The same thing happens with the Starbucks barista. Every time you leave the establishment, the conversation is the same. The pretty girl with the dark, curly hair turns to her co-worker and complains that you’re the guy who always comes in and mistakes good customer service for a come on. They talk about how you give off a serial killer vibe and start quoting lines from “Silence of the Lambs,” then laugh. The baristas agree it’s totally gross when a customer takes advantage of the situation they’re in and makes the entire transaction creepy. They both roll their eyes, but you never see this. At Starbucks they believe in good customer service.

You’ve been stalking this girl on the Internet for a while now. It is stalking, but you call it “being interested.” You visit her blog more than 10 times in a day. You have looked through all 2,071 photos of her on Facebook, twice. You know her home address, her cell phone number, where she went to college, what the outside of the building where she works looks like, her parents’ names and social security numbers. This information is all readily available and easy to procure. Other information is more difficult to find, like what her favorite color is, for example and what she throws in her trash. However, you could find that information out with a bit of determination. When you’re interested in someone, the determination flows.

You look at her photograph again, the one you printed at Staple’s and taped to your computer monitor. The one where she’s smiling for her husband who is behind the camera, but you know it’s secretly for you. She’s never said it and you’ve never actually met in person, but you know she’s in love with you. Her eyes are so blue.

The bees swarm.

You’ve lost track of how many hours you’ve spent trying to decide if her eyes are blue or actually green, a fact that disappoints you since you fantasize about conversations you’ll have with her someday, in which you present to her statistical data on how much you’ve thought about her over the years. You think she’ll be impressed with your dedication.

The bees begin to sting and fly into your throat. You light a cigarette and smoke them back down to your stomach where they lie in wait, a dull, moving hum.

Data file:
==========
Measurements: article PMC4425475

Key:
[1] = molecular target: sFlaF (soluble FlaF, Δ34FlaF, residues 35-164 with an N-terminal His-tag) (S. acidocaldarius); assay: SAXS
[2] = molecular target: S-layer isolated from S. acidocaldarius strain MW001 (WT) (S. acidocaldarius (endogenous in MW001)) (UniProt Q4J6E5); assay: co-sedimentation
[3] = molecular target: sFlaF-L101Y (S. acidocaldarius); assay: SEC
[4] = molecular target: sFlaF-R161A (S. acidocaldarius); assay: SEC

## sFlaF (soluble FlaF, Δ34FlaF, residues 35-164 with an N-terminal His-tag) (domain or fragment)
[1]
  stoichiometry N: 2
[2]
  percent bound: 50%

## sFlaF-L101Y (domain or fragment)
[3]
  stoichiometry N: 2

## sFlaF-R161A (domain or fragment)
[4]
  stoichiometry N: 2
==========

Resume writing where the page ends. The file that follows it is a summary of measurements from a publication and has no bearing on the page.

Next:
In your email there’s a new message. It’s from her. It’s not good news. She says she feels uncomfortable with your friendship, that some things you’ve said have really bothered her and creeped her out. She prefers you stop contacting her. She’s afraid of you.

The bees rage.

Once a girl broke up with you in high school. It was your first girlfriend ever. You went out for a little less than six months and she wrote you a letter asking you not to call her anymore. You went home and chased a bottle of Advil Migraine with a bottle of whiskey. You thought that would show her.

When you woke up in the hospital the next evening, you called your mom and asked if she had explained to your girlfriend what had happened. She said yes, she had but that your girlfriend had hung up on her. You lie in your hospital bed feeling dazed. You wonder why she hasn’t come to see you, begging you to take her back and feeling terrible for what she made you do.

She never comes to visit and never talks to you again. She’s afraid of you. When she sees you in the hallways at school she tries to ignore you, but her eyes are full of terror.

The bees are in your throat now, choking you. You light another cigarette and stamp it out on your arm. You tear the girl’s photograph from your computer monitor, fold it up and swallow it. It presses the bees back down to your stomach, but they’re eating through the paper. Your pulse throbs in your temples where you’re losing your hair and you light another cigarette.

I’ll make her sorry, you think to yourself. You pick up your cell phone where her phone number holds the prominent place of first in your favorite contacts list. Hands shaking, you type out a text. It’s hard to type because the bees are getting through the paper of her photograph that now sits in your stomach. One by one, they’re darting toward your esophagus. The entire world seems to have turned into one pulsating, electric throb.

“By the time you read this I’ll be dead,” you type out and touch the send button. You crawl into bed, bees buzzing inside you, your whole world seeming like a carnival ride that’s gone out of control, but no one pulls the lever to stop the spinning. There is no hope anymore. You pull your sheet up over your head and grind your teeth until you fall asleep.

When you wake up, it’s morning. Something is crawling across your forehead, close to your eye. You slap it away and it buzzes toward the window. It’s a bee. It reaches the window and rams itself into the glass over and over again with tiny thud thud thuds. It is trapped. It’s nature tells it to go toward the light to get outside where it will be free again. The only light in the room comes from that window. The bee flies in circles, always ending up at the window, continuing to thump against glass with its fuzzy body. You watch it for six hours before it drops into the windowsill and stops moving.

 

© Ashley Noelle, 2012. All rights reserved.